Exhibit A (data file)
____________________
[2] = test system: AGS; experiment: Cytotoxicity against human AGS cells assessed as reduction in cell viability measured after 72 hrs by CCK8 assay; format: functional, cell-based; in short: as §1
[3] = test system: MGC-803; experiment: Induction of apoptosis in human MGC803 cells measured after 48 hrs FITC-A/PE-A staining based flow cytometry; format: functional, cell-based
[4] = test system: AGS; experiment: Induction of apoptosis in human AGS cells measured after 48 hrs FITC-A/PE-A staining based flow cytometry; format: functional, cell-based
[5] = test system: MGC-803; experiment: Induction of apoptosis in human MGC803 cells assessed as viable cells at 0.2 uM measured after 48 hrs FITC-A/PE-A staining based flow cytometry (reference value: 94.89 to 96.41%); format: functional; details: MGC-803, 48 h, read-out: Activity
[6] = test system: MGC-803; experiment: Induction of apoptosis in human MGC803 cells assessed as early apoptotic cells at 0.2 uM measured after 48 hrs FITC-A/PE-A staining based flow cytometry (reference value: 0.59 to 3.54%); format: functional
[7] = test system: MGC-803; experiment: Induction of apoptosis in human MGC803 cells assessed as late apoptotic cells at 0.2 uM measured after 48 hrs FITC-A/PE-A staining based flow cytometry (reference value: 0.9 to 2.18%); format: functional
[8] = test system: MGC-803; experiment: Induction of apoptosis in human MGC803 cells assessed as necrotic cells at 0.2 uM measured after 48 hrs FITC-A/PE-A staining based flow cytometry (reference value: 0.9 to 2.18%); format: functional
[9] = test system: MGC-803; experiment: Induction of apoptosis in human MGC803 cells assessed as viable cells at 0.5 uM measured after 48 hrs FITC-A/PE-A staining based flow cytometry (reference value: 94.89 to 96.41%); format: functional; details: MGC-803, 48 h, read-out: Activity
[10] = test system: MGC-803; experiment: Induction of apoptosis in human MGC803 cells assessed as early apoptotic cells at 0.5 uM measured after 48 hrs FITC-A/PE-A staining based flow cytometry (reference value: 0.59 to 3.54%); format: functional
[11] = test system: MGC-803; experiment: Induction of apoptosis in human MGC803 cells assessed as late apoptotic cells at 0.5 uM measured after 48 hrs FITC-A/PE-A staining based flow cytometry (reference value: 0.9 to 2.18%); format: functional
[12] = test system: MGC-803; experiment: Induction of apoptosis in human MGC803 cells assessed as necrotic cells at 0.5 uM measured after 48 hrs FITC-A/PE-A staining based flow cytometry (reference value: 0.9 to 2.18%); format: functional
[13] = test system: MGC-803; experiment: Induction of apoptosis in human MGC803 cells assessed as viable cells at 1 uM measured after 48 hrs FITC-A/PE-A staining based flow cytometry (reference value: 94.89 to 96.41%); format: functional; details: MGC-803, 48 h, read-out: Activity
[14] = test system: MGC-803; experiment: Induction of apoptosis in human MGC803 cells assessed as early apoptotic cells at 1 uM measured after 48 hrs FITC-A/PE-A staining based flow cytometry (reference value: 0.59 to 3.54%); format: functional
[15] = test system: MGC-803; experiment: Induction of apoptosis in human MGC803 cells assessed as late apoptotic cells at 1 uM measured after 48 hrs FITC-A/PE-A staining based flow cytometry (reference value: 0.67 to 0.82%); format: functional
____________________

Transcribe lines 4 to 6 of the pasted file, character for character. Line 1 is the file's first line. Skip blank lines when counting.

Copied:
[5] = test system: MGC-803; experiment: Induction of apoptosis in human MGC803 cells assessed as viable cells at 0.2 uM measured after 48 hrs FITC-A/PE-A staining based flow cytometry (reference value: 94.89 to 96.41%); format: functional; details: MGC-803, 48 h, read-out: Activity
[6] = test system: MGC-803; experiment: Induction of apoptosis in human MGC803 cells assessed as early apoptotic cells at 0.2 uM measured after 48 hrs FITC-A/PE-A staining based flow cytometry (reference value: 0.59 to 3.54%); format: functional
[7] = test system: MGC-803; experiment: Induction of apoptosis in human MGC803 cells assessed as late apoptotic cells at 0.2 uM measured after 48 hrs FITC-A/PE-A staining based flow cytometry (reference value: 0.9 to 2.18%); format: functional